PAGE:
Following up on the last post, today we have Part 2 of the year in review, in which we look at British TV programs that had new season premieres in the U.S. in 2012.
Part 2.1: 2012 New Season Premieres on Television
On BBC America
Bedlam: Season 2
A cast change brought us new characters, including Ellie (Lacey Turner), who can see ghosts. New residents moved into the Brightmoor (formerly Bedlam Heights) apartment building, but things were anything but bright as the ghosts continued their hauntings of this former psychiatric hospital. No announcement has been made about a third season.
Being Human: Season 4
We met Hal (Damien Molony), another vampire struggling to lead a “normal” life, and said goodbye to beloved characters. Meanwhile, other vampires continued in their quest to destroy the werewolf population and take over the world, and ghosts continued to “live” among or visit the living. The fifth season of Being Human is slated to air in 2013.
Doctor Who: Series Seven, Part One
The Doctor (Matt Smith) had a few more adventures with Amy and Rory (Karen Gillan and Arthur Darvill) before they transitioned to parts unknown (one of the saddest goodbyes ever!) in Doctor Who: Season 7, Part 1, leaving him bereft until he met Clara (Jenna-Louise Coleman) in the Christmas special, “The Snowmen” (smashing!). Doctor Who: Season 7, Part 2 will begin airing sometime in Spring 2013, making the details of Doctor Who 50th anniversary programs still the biggest unknown in the Brit TV universe.
The Hour: Season Two
Drama and intrigue continued in the 2013 Golden Globe-nominated The Hour: Season 2 as the Cold War loomed large. Closer to home, Bel (Romola Garai), Freddie (Ben Whishaw), and Hector (Dominic West) had a new boss (Peter Capaldi) and investigations into corruption and murder that could also get them killed. The BBC has not yet announced whether it will commission a third season.
Top Gear: Season 18
In perpetual car buff favorite Top Gear: Season 18, Jeremy Clarkson, Richard Hammond, and James May traveled to India, Italy, and China, and looked at “50 Years of Bond Cars.” Season 19 premieres in 2013.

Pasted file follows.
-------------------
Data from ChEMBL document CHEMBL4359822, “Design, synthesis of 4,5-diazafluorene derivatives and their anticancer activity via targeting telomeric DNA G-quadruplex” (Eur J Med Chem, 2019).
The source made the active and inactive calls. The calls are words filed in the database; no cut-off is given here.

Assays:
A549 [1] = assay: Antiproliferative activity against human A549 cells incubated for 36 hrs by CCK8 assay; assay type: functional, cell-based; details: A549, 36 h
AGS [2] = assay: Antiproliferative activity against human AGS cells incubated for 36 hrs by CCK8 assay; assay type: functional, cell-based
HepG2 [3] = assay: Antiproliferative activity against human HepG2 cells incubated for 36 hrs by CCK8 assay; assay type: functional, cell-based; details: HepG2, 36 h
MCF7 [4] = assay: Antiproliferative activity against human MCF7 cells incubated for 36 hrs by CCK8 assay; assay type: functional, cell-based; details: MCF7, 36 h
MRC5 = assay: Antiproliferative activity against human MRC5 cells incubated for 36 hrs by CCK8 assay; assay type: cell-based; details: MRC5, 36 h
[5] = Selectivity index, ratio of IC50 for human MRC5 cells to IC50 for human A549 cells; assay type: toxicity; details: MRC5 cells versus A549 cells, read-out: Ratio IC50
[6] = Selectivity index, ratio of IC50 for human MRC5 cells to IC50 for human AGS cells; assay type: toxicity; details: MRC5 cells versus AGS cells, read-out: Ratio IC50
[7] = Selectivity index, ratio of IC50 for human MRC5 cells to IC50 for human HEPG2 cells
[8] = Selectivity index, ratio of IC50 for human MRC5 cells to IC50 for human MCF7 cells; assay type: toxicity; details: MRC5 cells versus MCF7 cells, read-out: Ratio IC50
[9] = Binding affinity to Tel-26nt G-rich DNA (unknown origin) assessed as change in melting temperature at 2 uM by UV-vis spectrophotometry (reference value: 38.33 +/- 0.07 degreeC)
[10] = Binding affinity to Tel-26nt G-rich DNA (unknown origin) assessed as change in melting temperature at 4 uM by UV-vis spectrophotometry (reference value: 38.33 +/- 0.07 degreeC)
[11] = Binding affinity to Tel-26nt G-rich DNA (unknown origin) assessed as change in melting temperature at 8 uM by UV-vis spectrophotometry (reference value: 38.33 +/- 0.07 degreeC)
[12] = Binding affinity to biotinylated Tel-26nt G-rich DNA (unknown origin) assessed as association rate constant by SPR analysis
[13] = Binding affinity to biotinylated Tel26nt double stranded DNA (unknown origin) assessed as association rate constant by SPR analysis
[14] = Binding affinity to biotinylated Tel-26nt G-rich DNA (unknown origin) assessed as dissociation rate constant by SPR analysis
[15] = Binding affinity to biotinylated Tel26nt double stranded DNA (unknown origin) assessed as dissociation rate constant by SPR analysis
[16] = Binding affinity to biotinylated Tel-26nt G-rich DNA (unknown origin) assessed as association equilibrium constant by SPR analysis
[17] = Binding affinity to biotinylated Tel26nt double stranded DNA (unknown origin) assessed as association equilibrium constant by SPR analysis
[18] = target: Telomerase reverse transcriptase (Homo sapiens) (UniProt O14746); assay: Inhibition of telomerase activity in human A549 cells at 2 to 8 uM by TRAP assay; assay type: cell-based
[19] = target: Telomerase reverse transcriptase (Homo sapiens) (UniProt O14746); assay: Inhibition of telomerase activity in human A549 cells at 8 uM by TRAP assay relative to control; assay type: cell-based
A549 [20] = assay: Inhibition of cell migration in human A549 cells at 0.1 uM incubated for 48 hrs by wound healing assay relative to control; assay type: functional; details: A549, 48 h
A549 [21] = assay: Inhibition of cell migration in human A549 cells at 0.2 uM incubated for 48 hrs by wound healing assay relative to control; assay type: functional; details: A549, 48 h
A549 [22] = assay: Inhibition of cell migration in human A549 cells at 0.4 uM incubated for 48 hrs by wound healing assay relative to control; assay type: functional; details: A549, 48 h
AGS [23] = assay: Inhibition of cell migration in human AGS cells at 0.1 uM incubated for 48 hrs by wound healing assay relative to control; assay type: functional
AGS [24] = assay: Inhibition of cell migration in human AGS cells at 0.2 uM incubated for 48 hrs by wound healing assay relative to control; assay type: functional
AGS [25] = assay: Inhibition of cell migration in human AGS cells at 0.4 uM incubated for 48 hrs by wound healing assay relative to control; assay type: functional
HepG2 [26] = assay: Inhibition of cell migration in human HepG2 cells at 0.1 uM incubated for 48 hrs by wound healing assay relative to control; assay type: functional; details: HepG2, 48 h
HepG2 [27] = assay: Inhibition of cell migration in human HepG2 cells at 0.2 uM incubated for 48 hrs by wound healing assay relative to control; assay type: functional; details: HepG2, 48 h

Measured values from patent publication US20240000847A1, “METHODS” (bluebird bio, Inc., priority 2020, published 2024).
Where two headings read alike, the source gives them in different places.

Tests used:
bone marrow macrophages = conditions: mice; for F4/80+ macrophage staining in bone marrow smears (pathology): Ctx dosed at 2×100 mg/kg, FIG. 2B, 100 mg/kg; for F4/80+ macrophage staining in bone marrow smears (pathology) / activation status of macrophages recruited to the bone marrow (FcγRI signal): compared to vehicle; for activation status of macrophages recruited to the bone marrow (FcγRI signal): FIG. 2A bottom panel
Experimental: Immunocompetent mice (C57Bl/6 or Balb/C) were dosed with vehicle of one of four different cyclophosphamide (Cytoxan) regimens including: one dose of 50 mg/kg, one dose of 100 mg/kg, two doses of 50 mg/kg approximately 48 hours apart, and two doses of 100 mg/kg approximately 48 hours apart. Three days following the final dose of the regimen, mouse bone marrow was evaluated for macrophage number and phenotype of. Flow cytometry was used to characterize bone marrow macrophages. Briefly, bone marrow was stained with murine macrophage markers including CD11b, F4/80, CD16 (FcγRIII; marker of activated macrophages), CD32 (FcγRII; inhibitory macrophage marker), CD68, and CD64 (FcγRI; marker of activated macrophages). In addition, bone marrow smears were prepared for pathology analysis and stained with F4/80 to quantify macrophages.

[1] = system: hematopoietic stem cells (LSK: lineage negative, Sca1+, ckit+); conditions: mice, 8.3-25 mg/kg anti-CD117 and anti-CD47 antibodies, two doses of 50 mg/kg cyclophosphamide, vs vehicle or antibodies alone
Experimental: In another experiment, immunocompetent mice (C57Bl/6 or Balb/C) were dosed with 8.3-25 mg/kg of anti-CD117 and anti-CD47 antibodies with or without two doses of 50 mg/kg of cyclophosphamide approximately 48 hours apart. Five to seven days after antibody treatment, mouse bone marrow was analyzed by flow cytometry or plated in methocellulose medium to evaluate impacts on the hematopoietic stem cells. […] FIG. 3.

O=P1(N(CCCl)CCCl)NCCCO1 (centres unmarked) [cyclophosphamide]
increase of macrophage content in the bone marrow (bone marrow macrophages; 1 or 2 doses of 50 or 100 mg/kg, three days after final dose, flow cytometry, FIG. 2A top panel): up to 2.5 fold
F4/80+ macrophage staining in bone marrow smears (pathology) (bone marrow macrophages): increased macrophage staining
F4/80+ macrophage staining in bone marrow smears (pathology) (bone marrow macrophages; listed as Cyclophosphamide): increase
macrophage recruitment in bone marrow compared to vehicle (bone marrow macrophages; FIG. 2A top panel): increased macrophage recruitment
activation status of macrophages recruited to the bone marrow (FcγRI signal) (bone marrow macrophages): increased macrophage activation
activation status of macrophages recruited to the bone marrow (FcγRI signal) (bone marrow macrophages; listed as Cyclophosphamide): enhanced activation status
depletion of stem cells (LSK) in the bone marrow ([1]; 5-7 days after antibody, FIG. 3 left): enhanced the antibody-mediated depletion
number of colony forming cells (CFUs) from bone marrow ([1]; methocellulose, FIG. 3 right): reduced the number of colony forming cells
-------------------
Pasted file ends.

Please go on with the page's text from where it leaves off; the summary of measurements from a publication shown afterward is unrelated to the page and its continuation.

Twenty Twelve: Seasons 1 and 2
The mockumentary Twenty Twelve: Season 2, a nominee for Best Sitcom at the 2012 British Comedy Awards, came directly on the heels of Season 1, which won the award for 2011. Both seasons starred Hugh Bonneville as Ian Fletcher, the man responsible for delivering the London 2012 Olympics, and aired back to back in the lead-up to the actual games.
On PBS Masterpiece
Downton Abbey: Season 2
Everyone at Downton, from the gentry to the servants, were touched in some way by The Great War, the Spanish Flu, and Bates’ incarceration during this 2012 Emmy Award nominee’s second season. But true love also blossomed and other relationships ended in dramatic fashion. Downton Abbey: Season 3 premieres on PBS on 6 January.
Upstairs, Downstairs: Season 2
And on Eaton Place, the lives of Sir Hallam and Lady Agnes Holland ((Ed Stoppard and Keeley Hawes), their relations, and servants were filled with life-changing secrets and the prospect of war with Nazi Germany. Upstairs, Downstairs will not return for a third season.
Inspector Lewis: Series 5
Some of the best mysteries around were (imo) in Inspector Lewis: Series 5 (Series 6 in the UK), including those involving the murders of Oxford students, professors, and visiting lecturers. DI Lewis (Kevin Whately) discovered a possible rival for Dr. Hobson’s (Clare Holman) affections and DS Hathaway (Laurence Fox) grew bolder on the job (although less so with a possible paramour). The final series premieres in the UK in 2013, and hopefully in the U.S., too.
Sherlock: Season Two